Saturday, March 13, 2010

International Air Traffic Gains Continue in January

From the International Air Transport Association:

Demand statistics for international scheduled air traffic showed continuing improvement in January (see red line in graph). Compared to the previous year, January passenger demand was up 6.4%. Against this improving demand, a 1.2% increase in passenger capacity in January pushed load factors to 75.9% (up from the 72.2% recorded for January 2009).

For international passenger demand:

Asia Pacific carriers experienced a 6.5% increase in demand compared to the previous year.

* Carriers in North America and Europe saw demand increase by 2.1% and 3.1% respectively.

* Middle Eastern carriers grew throughout the recession. Growth accelerated to 23.6% in January.

* Latin American carriers saw demand increase by 11% in January on the back of a strong regional economy.

* African carriers recorded a 6.3% improvement in January, assisted by robust regional economic activity.

International cargo demand showed a 28.3% improvement with only a 3.7% increase in capacity (see green line in graph above). This pushed the cargo load factor to 49.6% which is a step-change from the 40.1% recorded in January 2009.


At 3/13/2010 11:13 AM, Blogger GW South said...

I understand cargo growth as a sign of economic recovery. Actually, one of my favorite posts you ever did was about port occupancy rates being an excellent indicator of economic conditions. But are passenger rates really a good indicator? That would seem to be a function more of 'consumers choosing a plane over a train or car', and would seem to tie in more with discounted fares than economic conditions.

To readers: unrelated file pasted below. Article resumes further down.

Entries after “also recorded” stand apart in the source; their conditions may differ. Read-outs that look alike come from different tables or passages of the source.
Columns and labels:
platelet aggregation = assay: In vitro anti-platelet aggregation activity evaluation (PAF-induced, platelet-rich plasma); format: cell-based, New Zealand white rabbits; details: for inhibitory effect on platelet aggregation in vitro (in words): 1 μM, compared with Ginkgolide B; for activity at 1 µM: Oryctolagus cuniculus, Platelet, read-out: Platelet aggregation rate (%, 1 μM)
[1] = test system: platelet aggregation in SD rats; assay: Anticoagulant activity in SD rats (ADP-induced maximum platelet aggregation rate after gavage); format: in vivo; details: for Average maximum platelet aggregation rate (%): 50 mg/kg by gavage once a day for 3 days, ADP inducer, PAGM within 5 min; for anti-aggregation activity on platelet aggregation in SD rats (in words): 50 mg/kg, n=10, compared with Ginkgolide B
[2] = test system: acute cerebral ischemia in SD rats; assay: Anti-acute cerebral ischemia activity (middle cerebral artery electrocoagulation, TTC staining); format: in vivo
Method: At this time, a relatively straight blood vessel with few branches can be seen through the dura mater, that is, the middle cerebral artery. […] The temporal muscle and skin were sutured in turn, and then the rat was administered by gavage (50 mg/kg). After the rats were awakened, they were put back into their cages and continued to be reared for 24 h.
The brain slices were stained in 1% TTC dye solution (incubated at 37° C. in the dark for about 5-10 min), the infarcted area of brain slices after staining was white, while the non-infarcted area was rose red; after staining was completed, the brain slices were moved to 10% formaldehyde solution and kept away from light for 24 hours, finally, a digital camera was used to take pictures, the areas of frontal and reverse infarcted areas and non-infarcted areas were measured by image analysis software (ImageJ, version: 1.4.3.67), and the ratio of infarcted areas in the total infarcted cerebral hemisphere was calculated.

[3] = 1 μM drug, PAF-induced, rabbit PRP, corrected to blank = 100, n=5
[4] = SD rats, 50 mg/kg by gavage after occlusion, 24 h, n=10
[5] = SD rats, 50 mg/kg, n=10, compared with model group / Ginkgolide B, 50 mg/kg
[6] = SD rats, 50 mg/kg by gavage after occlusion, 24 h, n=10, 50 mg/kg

I hope you respond, I'm curious as to what you think.

At 3/13/2010 11:45 AM, Blogger Mark J. Perry said...

GW South:

I think these stats are for International Air Travel, so travel by train or car would not be an alternative.

At 3/13/2010 1:20 PM, Blogger juandos said...

Well as someone who's been airlining for 34+ years the one thing I've come to understand is that the IATA folks have a tendency to be excessivly optimistic in reporting their numbers...

I'm not saying they're lying per se but the picture IATA presents might be a bit rosier than reality would dictate...

At 3/13/2010 2:57 PM, Anonymous Anonymous said...

Maybe one reason the USA has lower airline growth is because of their stupid policy of making ALL passengers go thru customs and immigration, even if they are just there connecting flights.

Thus my wife cannot fly thru USA because she isn't a citizen. We always avoid US airports because of the extra hassel.

At 3/13/2010 7:00 PM, Blogger GW South said...

@ Prof. Perry -

D'oh, it says that right in the headline.


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